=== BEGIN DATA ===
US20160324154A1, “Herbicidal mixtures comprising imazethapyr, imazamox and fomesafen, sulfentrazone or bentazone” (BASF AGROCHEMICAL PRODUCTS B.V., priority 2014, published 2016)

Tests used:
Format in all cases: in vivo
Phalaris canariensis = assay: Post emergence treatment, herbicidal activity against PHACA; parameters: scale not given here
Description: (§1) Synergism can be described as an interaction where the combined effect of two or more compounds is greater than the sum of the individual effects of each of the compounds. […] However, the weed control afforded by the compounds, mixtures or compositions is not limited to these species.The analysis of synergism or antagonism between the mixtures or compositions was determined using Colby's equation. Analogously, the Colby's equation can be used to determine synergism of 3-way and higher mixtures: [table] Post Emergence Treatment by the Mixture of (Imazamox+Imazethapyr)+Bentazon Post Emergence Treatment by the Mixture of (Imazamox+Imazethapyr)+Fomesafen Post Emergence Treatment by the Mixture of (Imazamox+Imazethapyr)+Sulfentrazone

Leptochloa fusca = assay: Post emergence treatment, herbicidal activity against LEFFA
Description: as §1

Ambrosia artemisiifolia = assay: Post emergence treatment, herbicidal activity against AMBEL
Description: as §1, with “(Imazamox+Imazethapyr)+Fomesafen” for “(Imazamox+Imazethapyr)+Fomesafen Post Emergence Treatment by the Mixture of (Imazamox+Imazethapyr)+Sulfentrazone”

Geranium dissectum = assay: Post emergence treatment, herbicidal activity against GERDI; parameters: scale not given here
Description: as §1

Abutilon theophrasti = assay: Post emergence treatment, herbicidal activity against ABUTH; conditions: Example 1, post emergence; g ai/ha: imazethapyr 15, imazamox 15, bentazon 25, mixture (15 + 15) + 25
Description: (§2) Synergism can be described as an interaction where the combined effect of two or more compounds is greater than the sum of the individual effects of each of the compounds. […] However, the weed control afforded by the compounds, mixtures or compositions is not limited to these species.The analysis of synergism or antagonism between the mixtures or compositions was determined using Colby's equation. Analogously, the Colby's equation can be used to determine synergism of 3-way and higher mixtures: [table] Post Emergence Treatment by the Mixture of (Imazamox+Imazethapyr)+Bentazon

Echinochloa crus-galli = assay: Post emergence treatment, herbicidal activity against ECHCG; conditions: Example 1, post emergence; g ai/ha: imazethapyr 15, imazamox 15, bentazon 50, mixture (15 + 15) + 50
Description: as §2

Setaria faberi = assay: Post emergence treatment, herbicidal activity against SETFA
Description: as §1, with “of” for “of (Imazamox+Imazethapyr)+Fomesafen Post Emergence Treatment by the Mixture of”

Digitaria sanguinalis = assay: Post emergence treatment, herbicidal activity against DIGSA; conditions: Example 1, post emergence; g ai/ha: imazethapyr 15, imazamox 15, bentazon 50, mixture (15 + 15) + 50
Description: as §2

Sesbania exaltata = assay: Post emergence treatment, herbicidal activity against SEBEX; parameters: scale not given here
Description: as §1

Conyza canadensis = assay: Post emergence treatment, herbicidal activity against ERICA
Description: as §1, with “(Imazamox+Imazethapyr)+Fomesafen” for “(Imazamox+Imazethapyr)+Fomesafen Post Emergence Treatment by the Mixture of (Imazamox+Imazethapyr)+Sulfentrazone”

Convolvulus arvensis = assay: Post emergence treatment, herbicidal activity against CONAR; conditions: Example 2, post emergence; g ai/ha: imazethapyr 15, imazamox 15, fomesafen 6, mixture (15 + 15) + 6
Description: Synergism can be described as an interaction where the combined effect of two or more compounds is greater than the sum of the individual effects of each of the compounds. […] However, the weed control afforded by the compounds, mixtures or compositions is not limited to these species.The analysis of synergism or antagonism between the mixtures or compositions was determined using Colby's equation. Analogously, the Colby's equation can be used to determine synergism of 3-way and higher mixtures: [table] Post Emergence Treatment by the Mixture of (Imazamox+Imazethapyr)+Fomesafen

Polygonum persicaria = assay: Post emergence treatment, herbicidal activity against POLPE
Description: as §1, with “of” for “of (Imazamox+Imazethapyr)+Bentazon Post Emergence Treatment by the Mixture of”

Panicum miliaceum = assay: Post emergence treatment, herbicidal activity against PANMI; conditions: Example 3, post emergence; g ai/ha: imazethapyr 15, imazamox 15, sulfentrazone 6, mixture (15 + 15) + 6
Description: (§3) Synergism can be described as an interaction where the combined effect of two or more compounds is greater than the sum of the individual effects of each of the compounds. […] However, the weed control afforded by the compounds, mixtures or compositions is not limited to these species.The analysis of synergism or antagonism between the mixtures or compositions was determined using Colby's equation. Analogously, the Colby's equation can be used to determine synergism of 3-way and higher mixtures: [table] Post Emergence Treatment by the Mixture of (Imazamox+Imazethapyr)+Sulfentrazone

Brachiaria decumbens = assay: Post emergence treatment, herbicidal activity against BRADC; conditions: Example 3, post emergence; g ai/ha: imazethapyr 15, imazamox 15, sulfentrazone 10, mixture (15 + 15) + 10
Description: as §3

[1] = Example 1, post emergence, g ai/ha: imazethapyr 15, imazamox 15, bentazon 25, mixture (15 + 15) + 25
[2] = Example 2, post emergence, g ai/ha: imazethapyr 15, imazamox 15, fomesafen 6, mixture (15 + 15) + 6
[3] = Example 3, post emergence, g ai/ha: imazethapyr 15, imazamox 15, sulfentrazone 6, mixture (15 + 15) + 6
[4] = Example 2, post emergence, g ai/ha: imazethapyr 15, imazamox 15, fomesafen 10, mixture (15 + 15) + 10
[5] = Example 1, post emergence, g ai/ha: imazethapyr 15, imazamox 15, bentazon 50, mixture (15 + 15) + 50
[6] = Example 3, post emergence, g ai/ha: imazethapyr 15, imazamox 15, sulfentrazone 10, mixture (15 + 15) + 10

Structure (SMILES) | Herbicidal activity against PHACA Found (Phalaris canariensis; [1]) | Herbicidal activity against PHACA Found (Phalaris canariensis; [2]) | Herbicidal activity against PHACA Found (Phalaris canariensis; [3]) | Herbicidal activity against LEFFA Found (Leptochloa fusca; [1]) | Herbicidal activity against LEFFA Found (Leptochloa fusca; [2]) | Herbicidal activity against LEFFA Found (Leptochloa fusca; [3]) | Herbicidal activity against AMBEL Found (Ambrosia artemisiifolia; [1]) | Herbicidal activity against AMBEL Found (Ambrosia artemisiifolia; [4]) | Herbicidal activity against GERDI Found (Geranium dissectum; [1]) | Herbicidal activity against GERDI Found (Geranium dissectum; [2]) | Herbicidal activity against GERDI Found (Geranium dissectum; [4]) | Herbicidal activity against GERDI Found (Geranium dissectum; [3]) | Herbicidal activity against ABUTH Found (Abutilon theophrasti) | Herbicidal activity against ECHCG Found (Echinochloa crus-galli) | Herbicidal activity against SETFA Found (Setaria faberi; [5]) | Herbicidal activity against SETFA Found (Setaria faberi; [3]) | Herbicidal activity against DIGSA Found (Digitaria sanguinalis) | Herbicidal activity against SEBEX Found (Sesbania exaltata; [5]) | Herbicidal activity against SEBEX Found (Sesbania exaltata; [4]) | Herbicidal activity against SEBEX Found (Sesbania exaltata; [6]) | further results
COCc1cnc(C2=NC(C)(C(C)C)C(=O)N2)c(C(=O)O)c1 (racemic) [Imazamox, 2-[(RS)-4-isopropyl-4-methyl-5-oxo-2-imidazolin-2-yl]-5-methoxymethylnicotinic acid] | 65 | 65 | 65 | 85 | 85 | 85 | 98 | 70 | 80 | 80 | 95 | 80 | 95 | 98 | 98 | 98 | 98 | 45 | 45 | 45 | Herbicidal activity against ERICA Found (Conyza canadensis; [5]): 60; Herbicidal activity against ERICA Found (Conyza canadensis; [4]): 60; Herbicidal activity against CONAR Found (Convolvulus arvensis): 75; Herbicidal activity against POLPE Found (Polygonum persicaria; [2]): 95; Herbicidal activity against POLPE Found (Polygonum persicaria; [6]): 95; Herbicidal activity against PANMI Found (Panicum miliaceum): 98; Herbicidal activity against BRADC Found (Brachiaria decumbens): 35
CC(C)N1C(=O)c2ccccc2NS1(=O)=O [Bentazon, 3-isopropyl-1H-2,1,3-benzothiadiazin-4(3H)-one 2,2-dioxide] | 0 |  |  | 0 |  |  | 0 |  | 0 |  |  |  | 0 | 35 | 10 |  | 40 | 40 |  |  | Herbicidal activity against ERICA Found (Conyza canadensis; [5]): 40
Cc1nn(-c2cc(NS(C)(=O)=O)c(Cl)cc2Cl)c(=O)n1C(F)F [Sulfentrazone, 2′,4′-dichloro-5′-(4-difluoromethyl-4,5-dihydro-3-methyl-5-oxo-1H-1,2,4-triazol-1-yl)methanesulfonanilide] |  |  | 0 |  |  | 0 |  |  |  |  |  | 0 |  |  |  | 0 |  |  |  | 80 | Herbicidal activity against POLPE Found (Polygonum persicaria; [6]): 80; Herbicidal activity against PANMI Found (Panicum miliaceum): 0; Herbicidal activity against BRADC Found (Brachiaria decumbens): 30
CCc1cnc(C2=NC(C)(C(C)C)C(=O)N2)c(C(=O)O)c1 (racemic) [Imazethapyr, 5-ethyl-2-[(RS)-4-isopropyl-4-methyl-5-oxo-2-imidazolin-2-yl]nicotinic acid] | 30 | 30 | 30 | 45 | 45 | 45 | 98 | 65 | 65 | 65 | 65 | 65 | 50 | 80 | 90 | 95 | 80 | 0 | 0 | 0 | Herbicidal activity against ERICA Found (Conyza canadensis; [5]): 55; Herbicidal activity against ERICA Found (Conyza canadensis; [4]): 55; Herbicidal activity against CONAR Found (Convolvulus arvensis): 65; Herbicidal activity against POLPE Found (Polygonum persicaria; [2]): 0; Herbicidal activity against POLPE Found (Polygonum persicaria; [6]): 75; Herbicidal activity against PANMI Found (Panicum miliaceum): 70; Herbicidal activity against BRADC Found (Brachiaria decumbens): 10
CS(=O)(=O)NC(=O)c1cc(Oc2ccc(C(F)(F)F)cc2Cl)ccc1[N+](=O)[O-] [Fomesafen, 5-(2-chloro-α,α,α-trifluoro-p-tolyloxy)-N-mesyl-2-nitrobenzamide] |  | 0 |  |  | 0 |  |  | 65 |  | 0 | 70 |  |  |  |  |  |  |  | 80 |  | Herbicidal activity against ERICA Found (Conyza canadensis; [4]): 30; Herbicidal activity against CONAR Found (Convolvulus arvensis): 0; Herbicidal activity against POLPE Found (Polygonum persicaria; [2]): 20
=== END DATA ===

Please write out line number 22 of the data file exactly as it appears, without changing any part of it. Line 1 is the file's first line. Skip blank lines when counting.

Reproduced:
Conyza canadensis = assay: Post emergence treatment, herbicidal activity against ERICA